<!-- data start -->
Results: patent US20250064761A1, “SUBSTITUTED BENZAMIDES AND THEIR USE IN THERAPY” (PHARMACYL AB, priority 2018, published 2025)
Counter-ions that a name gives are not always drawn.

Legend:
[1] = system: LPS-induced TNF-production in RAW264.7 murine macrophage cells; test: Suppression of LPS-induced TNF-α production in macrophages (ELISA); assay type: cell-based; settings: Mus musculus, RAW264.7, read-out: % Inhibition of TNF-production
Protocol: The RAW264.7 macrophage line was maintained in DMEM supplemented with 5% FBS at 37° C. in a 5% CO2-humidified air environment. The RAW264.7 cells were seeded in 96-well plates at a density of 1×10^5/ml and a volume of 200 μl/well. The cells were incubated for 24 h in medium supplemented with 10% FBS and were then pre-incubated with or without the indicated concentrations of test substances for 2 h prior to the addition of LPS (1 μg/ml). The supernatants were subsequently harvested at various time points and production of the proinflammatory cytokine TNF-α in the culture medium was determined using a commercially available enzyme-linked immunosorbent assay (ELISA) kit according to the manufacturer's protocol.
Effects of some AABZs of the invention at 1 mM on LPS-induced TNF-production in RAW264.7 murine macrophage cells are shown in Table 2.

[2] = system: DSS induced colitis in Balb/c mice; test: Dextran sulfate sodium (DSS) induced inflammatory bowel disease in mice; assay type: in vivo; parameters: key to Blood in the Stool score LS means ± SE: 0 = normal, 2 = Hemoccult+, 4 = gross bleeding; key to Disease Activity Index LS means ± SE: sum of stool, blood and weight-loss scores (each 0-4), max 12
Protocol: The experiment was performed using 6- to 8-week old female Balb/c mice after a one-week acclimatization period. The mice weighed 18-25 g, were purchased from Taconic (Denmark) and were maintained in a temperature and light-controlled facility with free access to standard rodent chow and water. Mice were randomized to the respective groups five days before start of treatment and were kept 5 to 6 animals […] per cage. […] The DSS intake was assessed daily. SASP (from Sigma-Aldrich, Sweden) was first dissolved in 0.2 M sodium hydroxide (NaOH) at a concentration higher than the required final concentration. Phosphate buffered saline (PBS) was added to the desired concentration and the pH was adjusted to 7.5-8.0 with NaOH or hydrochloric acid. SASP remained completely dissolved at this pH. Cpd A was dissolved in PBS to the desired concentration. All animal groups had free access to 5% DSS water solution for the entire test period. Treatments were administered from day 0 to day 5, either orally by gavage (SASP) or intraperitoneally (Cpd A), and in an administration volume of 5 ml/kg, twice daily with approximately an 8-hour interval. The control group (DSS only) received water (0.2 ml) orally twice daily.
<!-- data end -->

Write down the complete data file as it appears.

Results: patent US20250064761A1, “SUBSTITUTED BENZAMIDES AND THEIR USE IN THERAPY” (PHARMACYL AB, priority 2018, published 2025)
Counter-ions that a name gives are not always drawn.

Legend:
[1] = system: LPS-induced TNF-production in RAW264.7 murine macrophage cells; test: Suppression of LPS-induced TNF-α production in macrophages (ELISA); assay type: cell-based; settings: Mus musculus, RAW264.7, read-out: % Inhibition of TNF-production
Protocol: The RAW264.7 macrophage line was maintained in DMEM supplemented with 5% FBS at 37° C. in a 5% CO2-humidified air environment. The RAW264.7 cells were seeded in 96-well plates at a density of 1×10^5/ml and a volume of 200 μl/well. The cells were incubated for 24 h in medium supplemented with 10% FBS and were then pre-incubated with or without the indicated concentrations of test substances for 2 h prior to the addition of LPS (1 μg/ml). The supernatants were subsequently harvested at various time points and production of the proinflammatory cytokine TNF-α in the culture medium was determined using a commercially available enzyme-linked immunosorbent assay (ELISA) kit according to the manufacturer's protocol.
Effects of some AABZs of the invention at 1 mM on LPS-induced TNF-production in RAW264.7 murine macrophage cells are shown in Table 2.

[2] = system: DSS induced colitis in Balb/c mice; test: Dextran sulfate sodium (DSS) induced inflammatory bowel disease in mice; assay type: in vivo; parameters: key to Blood in the Stool score LS means ± SE: 0 = normal, 2 = Hemoccult+, 4 = gross bleeding; key to Disease Activity Index LS means ± SE: sum of stool, blood and weight-loss scores (each 0-4), max 12
Protocol: The experiment was performed using 6- to 8-week old female Balb/c mice after a one-week acclimatization period. The mice weighed 18-25 g, were purchased from Taconic (Denmark) and were maintained in a temperature and light-controlled facility with free access to standard rodent chow and water. Mice were randomized to the respective groups five days before start of treatment and were kept 5 to 6 animals […] per cage. […] The DSS intake was assessed daily. SASP (from Sigma-Aldrich, Sweden) was first dissolved in 0.2 M sodium hydroxide (NaOH) at a concentration higher than the required final concentration. Phosphate buffered saline (PBS) was added to the desired concentration and the pH was adjusted to 7.5-8.0 with NaOH or hydrochloric acid. SASP remained completely dissolved at this pH. Cpd A was dissolved in PBS to the desired concentration. All animal groups had free access to 5% DSS water solution for the entire test period. Treatments were administered from day 0 to day 5, either orally by gavage (SASP) or intraperitoneally (Cpd A), and in an administration volume of 5 ml/kg, twice daily with approximately an 8-hour interval. The control group (DSS only) received water (0.2 ml) orally twice daily.